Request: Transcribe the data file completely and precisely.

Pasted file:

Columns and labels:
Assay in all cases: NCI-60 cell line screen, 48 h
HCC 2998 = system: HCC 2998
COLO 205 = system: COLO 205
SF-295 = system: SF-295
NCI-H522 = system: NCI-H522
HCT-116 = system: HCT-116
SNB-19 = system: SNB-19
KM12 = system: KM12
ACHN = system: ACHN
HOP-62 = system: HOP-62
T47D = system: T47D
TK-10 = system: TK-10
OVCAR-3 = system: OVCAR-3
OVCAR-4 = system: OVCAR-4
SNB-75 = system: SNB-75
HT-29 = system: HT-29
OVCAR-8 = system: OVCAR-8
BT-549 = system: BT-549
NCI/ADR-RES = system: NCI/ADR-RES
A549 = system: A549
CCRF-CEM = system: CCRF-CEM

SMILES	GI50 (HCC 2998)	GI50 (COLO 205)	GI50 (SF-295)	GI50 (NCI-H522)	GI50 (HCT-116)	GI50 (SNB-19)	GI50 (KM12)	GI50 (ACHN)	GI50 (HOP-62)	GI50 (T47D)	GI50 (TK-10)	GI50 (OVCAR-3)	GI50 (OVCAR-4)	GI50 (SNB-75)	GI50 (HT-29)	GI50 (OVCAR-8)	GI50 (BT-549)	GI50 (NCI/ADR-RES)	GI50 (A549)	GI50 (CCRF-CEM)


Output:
Columns and labels:
Assay in all cases: NCI-60 cell line screen, 48 h
HCC 2998 = system: HCC 2998
COLO 205 = system: COLO 205
SF-295 = system: SF-295
NCI-H522 = system: NCI-H522
HCT-116 = system: HCT-116
SNB-19 = system: SNB-19
KM12 = system: KM12
ACHN = system: ACHN
HOP-62 = system: HOP-62
T47D = system: T47D
TK-10 = system: TK-10
OVCAR-3 = system: OVCAR-3
OVCAR-4 = system: OVCAR-4
SNB-75 = system: SNB-75
HT-29 = system: HT-29
OVCAR-8 = system: OVCAR-8
BT-549 = system: BT-549
NCI/ADR-RES = system: NCI/ADR-RES
A549 = system: A549
CCRF-CEM = system: CCRF-CEM

SMILES	GI50 (HCC 2998)	GI50 (COLO 205)	GI50 (SF-295)	GI50 (NCI-H522)	GI50 (HCT-116)	GI50 (SNB-19)	GI50 (KM12)	GI50 (ACHN)	GI50 (HOP-62)	GI50 (T47D)	GI50 (TK-10)	GI50 (OVCAR-3)	GI50 (OVCAR-4)	GI50 (SNB-75)	GI50 (HT-29)	GI50 (OVCAR-8)	GI50 (BT-549)	GI50 (NCI/ADR-RES)	GI50 (A549)	GI50 (CCRF-CEM)